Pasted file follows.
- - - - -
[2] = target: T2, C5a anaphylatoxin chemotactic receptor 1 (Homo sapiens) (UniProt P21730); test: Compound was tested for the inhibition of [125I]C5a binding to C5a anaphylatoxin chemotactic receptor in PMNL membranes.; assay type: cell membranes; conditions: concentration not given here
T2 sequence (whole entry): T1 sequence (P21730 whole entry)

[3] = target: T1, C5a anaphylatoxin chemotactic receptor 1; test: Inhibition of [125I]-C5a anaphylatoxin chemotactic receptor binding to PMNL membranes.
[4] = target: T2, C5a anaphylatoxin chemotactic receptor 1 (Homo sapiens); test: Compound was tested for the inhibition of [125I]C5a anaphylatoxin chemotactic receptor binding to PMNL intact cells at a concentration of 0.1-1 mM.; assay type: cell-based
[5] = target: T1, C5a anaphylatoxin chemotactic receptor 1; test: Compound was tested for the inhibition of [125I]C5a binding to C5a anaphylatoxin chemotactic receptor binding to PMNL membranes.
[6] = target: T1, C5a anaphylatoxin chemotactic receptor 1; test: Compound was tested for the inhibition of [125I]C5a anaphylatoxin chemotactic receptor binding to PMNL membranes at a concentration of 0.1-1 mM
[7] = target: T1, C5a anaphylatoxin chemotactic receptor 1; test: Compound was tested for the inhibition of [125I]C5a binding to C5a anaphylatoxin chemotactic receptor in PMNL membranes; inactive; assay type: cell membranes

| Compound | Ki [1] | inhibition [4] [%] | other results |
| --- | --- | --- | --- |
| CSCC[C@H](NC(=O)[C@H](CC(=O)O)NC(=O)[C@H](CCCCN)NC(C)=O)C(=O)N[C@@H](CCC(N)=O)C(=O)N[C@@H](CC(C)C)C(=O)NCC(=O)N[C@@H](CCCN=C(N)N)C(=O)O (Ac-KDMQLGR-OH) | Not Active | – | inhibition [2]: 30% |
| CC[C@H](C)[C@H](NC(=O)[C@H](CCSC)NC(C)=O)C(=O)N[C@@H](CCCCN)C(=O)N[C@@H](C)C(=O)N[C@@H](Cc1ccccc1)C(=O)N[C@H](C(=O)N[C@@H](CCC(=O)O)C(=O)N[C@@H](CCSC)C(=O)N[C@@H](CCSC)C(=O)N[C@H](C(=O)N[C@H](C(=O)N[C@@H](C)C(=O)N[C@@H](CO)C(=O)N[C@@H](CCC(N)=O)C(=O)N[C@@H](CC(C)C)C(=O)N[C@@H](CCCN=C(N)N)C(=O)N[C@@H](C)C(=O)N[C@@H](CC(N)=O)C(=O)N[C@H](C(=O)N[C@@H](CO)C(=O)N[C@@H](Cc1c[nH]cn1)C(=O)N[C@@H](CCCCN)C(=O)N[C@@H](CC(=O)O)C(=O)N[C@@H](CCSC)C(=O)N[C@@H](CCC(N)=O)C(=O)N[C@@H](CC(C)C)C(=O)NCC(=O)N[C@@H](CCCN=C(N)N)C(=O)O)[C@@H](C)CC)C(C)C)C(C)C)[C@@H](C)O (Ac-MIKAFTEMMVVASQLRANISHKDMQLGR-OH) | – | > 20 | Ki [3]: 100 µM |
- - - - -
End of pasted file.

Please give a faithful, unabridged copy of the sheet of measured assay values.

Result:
[2] = target: T2, C5a anaphylatoxin chemotactic receptor 1 (Homo sapiens) (UniProt P21730); test: Compound was tested for the inhibition of [125I]C5a binding to C5a anaphylatoxin chemotactic receptor in PMNL membranes.; assay type: cell membranes; conditions: concentration not given here
T2 sequence (whole entry): T1 sequence (P21730 whole entry)

[3] = target: T1, C5a anaphylatoxin chemotactic receptor 1; test: Inhibition of [125I]-C5a anaphylatoxin chemotactic receptor binding to PMNL membranes.
[4] = target: T2, C5a anaphylatoxin chemotactic receptor 1 (Homo sapiens); test: Compound was tested for the inhibition of [125I]C5a anaphylatoxin chemotactic receptor binding to PMNL intact cells at a concentration of 0.1-1 mM.; assay type: cell-based
[5] = target: T1, C5a anaphylatoxin chemotactic receptor 1; test: Compound was tested for the inhibition of [125I]C5a binding to C5a anaphylatoxin chemotactic receptor binding to PMNL membranes.
[6] = target: T1, C5a anaphylatoxin chemotactic receptor 1; test: Compound was tested for the inhibition of [125I]C5a anaphylatoxin chemotactic receptor binding to PMNL membranes at a concentration of 0.1-1 mM
[7] = target: T1, C5a anaphylatoxin chemotactic receptor 1; test: Compound was tested for the inhibition of [125I]C5a binding to C5a anaphylatoxin chemotactic receptor in PMNL membranes; inactive; assay type: cell membranes

| Compound | Ki [1] | inhibition [4] [%] | other results |
| --- | --- | --- | --- |
| CSCC[C@H](NC(=O)[C@H](CC(=O)O)NC(=O)[C@H](CCCCN)NC(C)=O)C(=O)N[C@@H](CCC(N)=O)C(=O)N[C@@H](CC(C)C)C(=O)NCC(=O)N[C@@H](CCCN=C(N)N)C(=O)O (Ac-KDMQLGR-OH) | Not Active | – | inhibition [2]: 30% |
| CC[C@H](C)[C@H](NC(=O)[C@H](CCSC)NC(C)=O)C(=O)N[C@@H](CCCCN)C(=O)N[C@@H](C)C(=O)N[C@@H](Cc1ccccc1)C(=O)N[C@H](C(=O)N[C@@H](CCC(=O)O)C(=O)N[C@@H](CCSC)C(=O)N[C@@H](CCSC)C(=O)N[C@H](C(=O)N[C@H](C(=O)N[C@@H](C)C(=O)N[C@@H](CO)C(=O)N[C@@H](CCC(N)=O)C(=O)N[C@@H](CC(C)C)C(=O)N[C@@H](CCCN=C(N)N)C(=O)N[C@@H](C)C(=O)N[C@@H](CC(N)=O)C(=O)N[C@H](C(=O)N[C@@H](CO)C(=O)N[C@@H](Cc1c[nH]cn1)C(=O)N[C@@H](CCCCN)C(=O)N[C@@H](CC(=O)O)C(=O)N[C@@H](CCSC)C(=O)N[C@@H](CCC(N)=O)C(=O)N[C@@H](CC(C)C)C(=O)NCC(=O)N[C@@H](CCCN=C(N)N)C(=O)O)[C@@H](C)CC)C(C)C)C(C)C)[C@@H](C)O (Ac-MIKAFTEMMVVASQLRANISHKDMQLGR-OH) | – | > 20 | Ki [3]: 100 µM |